Malaysia is not “as concerned” about investors pulling out of the country in a big way when the U.S. Federal Reserve starts winding down its asset purchases, the Malaysian finance minister told CNBC on Monday.

Tengku Zafrul Aziz, the finance minister, said Malaysia’s financial markets are “insulated” as the country has raised most of its debt locally. The government increased its statutory debt ceiling from 60% to 65% of gross domestic product to fund its Covid-related fiscal packages.  

“If you look at our borrowing exposure, 98% is actually ringgit-denominated,” Zafrul told CNBC’s “Squawk Box Asia,” referring to the Malaysian currency.

“So we’re not as concerned,” he added. “But having said that, of course there will be some effect as markets react accordingly in the U.S.”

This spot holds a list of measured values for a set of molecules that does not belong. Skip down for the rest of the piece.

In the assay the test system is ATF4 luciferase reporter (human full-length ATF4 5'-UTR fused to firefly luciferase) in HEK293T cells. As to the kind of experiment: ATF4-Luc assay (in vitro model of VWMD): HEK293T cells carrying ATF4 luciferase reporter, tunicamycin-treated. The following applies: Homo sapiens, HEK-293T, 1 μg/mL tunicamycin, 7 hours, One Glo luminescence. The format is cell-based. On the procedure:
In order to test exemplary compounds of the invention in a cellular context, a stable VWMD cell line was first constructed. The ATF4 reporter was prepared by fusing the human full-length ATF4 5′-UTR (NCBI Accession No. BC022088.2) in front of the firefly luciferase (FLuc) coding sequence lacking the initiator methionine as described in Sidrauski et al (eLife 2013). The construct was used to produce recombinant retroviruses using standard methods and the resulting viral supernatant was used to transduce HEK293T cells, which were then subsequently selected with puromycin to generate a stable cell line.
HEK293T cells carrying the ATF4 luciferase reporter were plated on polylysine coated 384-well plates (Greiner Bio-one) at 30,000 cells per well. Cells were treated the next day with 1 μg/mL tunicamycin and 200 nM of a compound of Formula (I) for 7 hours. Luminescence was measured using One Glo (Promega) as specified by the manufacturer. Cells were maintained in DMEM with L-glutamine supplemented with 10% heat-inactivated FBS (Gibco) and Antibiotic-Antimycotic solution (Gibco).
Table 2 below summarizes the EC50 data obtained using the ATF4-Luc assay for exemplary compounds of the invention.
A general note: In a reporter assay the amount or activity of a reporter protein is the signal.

The Southeast Asian country was among those that suffered a “taper tantrum” in 2013, when U.S. Treasury yields surged after the Fed said it would taper its quantitative easing program.  

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The Malaysian economy is on track to grow by 3% to 4% this year, said Zafrul. But next year’s growth prospects would depend on whether the country could continue to open up, given the threat of the Covid omicron variant, the minister added.

“I’m quite optimistic that we are able to do what’s needed to be done,” said Zafrul. “Having said that, you never know right? So let’s prepare for the worst but at the same time, do not panic.”  



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